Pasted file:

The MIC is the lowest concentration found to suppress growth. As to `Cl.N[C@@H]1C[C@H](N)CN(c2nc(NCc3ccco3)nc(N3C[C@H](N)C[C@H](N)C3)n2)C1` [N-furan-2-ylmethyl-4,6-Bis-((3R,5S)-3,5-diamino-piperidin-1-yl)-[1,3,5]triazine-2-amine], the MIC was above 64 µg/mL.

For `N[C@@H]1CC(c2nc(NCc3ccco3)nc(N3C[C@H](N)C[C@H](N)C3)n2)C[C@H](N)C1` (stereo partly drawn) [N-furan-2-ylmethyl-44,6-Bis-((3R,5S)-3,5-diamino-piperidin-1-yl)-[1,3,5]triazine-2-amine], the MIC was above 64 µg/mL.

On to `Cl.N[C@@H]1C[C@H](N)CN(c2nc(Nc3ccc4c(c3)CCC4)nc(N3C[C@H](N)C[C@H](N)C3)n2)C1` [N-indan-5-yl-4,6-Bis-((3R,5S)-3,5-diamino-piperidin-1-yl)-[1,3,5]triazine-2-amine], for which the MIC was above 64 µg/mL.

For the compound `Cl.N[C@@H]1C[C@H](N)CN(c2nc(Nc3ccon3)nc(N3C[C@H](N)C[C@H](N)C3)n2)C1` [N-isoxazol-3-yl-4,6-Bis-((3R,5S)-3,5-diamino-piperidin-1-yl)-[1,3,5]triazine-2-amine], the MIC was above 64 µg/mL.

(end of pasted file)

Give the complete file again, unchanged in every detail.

The MIC is the lowest concentration found to suppress growth. As to `Cl.N[C@@H]1C[C@H](N)CN(c2nc(NCc3ccco3)nc(N3C[C@H](N)C[C@H](N)C3)n2)C1` [N-furan-2-ylmethyl-4,6-Bis-((3R,5S)-3,5-diamino-piperidin-1-yl)-[1,3,5]triazine-2-amine], the MIC was above 64 µg/mL.

For `N[C@@H]1CC(c2nc(NCc3ccco3)nc(N3C[C@H](N)C[C@H](N)C3)n2)C[C@H](N)C1` (stereo partly drawn) [N-furan-2-ylmethyl-44,6-Bis-((3R,5S)-3,5-diamino-piperidin-1-yl)-[1,3,5]triazine-2-amine], the MIC was above 64 µg/mL.

On to `Cl.N[C@@H]1C[C@H](N)CN(c2nc(Nc3ccc4c(c3)CCC4)nc(N3C[C@H](N)C[C@H](N)C3)n2)C1` [N-indan-5-yl-4,6-Bis-((3R,5S)-3,5-diamino-piperidin-1-yl)-[1,3,5]triazine-2-amine], for which the MIC was above 64 µg/mL.

For the compound `Cl.N[C@@H]1C[C@H](N)CN(c2nc(Nc3ccon3)nc(N3C[C@H](N)C[C@H](N)C3)n2)C1` [N-isoxazol-3-yl-4,6-Bis-((3R,5S)-3,5-diamino-piperidin-1-yl)-[1,3,5]triazine-2-amine], the MIC was above 64 µg/mL.